7 3 Approach taken to identify and prioritise opportunity reaches In order to prioritise the most suitable locations to direct restoration efforts, it was first important to sub-divide the rivers within the catchment into manageable sections. These sections are discrete lengths of river which have been called opportunity reaches. Forty-six opportunity reaches were identified across the catchment where potential opportunities exist to address physical changes, reduce the inputs of fine sediments and provide natural flood management benefits. The approach taken to the project is summarised in the Figure 4. Figure 4: Methodology In order to prioritise the 46 possible restoration reaches, an assessment of each reach was made using a multiple criteria analysis. The assessment involved assigning a high, medium or low rating for the categories of flood risk, morphology and potential for multiple benefits (such as potential improvements to water quality). These ratings were converted to scores of one, two or three respectively which led to an overall score for each reach. The multiple criteria analysis also enabled an assessment of the benefits which would result from addressing either flood risk or the morphology of the river alone. A key example of this is that in addition to decreasing flood risk, natural flood management measures could also provide benefits to water quality, recreation or habitat connectivity. This study has shown that the headwaters of the South Esk in Glen Prosen and Glen Clova do not have poor shape or structure. However, the fact that the reaches in these areas have been identified as a source of fine sediment, which can affect water quality or populations of fresh water pearl mussel, means that they would benefit from river restoration measures. 6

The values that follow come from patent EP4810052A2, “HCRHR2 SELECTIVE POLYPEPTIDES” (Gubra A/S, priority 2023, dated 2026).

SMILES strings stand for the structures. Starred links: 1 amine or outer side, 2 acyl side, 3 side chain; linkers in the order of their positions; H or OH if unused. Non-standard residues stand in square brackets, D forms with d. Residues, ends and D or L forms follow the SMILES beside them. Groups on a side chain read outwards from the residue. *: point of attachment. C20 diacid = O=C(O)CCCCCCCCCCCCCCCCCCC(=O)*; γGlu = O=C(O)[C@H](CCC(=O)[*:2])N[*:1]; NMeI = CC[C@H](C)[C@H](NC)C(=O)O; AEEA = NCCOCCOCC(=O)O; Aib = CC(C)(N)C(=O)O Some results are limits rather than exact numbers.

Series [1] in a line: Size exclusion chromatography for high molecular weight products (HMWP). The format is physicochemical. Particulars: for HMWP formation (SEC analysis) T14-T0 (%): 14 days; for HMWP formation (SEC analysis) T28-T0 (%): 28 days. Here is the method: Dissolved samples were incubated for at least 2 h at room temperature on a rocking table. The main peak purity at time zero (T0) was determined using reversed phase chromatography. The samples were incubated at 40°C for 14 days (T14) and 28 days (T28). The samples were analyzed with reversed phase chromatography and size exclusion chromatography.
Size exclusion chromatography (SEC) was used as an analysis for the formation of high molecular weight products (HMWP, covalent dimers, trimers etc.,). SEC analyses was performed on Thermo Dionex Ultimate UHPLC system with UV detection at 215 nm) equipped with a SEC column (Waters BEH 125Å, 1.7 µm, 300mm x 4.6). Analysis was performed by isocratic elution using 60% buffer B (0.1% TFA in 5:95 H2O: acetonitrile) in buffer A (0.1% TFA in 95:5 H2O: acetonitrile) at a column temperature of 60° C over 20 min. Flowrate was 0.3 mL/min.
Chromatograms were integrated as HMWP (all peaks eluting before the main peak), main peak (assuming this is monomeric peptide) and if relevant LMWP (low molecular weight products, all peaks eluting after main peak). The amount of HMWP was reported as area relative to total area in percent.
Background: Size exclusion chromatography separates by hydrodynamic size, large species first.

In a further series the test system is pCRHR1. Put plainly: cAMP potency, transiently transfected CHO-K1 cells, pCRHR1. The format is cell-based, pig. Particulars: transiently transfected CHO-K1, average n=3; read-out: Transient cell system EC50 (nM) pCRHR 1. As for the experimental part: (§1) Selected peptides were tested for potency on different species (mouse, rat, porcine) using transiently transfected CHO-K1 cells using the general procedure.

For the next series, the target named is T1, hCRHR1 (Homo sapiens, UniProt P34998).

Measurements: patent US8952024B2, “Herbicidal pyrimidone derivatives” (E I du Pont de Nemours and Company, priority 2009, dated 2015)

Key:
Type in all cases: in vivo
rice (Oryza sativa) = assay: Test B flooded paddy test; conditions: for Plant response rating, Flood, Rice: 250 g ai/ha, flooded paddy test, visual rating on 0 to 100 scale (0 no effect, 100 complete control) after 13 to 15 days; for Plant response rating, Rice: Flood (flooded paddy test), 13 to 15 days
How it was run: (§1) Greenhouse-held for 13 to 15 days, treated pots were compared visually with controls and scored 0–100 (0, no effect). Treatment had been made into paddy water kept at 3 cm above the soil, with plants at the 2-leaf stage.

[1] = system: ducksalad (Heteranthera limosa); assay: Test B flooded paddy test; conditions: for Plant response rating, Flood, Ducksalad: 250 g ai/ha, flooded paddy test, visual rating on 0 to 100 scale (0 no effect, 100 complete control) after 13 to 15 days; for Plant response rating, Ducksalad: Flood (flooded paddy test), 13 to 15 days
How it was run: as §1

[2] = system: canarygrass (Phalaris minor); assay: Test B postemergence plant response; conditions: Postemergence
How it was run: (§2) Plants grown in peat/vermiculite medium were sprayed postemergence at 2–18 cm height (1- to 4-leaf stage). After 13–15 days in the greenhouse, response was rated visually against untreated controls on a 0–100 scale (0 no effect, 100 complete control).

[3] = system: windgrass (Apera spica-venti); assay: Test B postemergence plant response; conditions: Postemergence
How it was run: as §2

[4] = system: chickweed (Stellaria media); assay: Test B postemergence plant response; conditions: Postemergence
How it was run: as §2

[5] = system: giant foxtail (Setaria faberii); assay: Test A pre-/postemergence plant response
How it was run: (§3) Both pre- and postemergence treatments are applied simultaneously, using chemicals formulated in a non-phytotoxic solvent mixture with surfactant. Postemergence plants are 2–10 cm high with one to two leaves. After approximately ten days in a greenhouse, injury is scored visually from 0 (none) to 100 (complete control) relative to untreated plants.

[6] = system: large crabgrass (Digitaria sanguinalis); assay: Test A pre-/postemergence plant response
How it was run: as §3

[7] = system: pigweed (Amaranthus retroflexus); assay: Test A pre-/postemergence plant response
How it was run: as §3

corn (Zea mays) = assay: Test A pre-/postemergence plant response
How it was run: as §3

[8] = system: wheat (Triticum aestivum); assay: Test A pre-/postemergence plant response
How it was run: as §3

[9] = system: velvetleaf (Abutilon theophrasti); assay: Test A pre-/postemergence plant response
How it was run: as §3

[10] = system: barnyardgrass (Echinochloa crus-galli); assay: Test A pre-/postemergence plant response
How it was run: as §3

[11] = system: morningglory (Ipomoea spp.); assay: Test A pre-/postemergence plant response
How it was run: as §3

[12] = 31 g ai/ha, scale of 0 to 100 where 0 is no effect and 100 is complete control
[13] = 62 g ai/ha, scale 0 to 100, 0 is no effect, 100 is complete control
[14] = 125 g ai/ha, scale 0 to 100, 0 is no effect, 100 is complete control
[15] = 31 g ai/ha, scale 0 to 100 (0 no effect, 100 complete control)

8 4 Prioritisation results The reaches ranked highest by the multiple criteria analysis are located in the lower catchment of the River South Esk where the majority of the pressures on the physical river channel exist (Figure 5). Several of these reaches are upstream of Brechin. The highest ranking reach is on the Lemno Burn, followed by reaches on the Melgund Burn and Pow Burn. The reach at Melgund Burn (ranked sixth in the multiple criteria analysis) was identified as a strong candidate for restoration through the previous Sniffer project. The top ten rankings are shown in Figure 5. Note that there are some cases of tied rankings. The top reaches ranked using the flood risk category alone are shown in Figure 6. All of these reaches are located in the upper catchment where much of the flood production occurs. Sources of fine sediment are located in many of these reaches. Figure 5: Location of the top ranked reaches according to the results of the criteria from the full multi-criteria analysis 7